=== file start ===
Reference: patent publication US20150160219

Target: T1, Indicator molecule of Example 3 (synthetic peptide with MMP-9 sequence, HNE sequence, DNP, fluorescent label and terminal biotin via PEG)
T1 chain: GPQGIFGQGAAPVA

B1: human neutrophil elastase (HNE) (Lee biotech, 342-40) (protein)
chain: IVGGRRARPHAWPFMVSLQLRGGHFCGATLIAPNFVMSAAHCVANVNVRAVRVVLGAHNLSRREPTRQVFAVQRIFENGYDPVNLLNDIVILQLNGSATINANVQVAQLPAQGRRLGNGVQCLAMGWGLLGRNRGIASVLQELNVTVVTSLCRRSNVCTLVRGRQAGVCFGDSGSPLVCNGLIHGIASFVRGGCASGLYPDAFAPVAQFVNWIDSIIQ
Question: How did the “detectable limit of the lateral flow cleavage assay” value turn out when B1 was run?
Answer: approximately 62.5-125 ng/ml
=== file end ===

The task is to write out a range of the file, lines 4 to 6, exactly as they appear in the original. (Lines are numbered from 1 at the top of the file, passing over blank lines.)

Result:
B1: human neutrophil elastase (HNE) (Lee biotech, 342-40) (protein)
chain: IVGGRRARPHAWPFMVSLQLRGGHFCGATLIAPNFVMSAAHCVANVNVRAVRVVLGAHNLSRREPTRQVFAVQRIFENGYDPVNLLNDIVILQLNGSATINANVQVAQLPAQGRRLGNGVQCLAMGWGLLGRNRGIASVLQELNVTVVTSLCRRSNVCTLVRGRQAGVCFGDSGSPLVCNGLIHGIASFVRGGCASGLYPDAFAPVAQFVNWIDSIIQ
Question: How did the “detectable limit of the lateral flow cleavage assay” value turn out when B1 was run?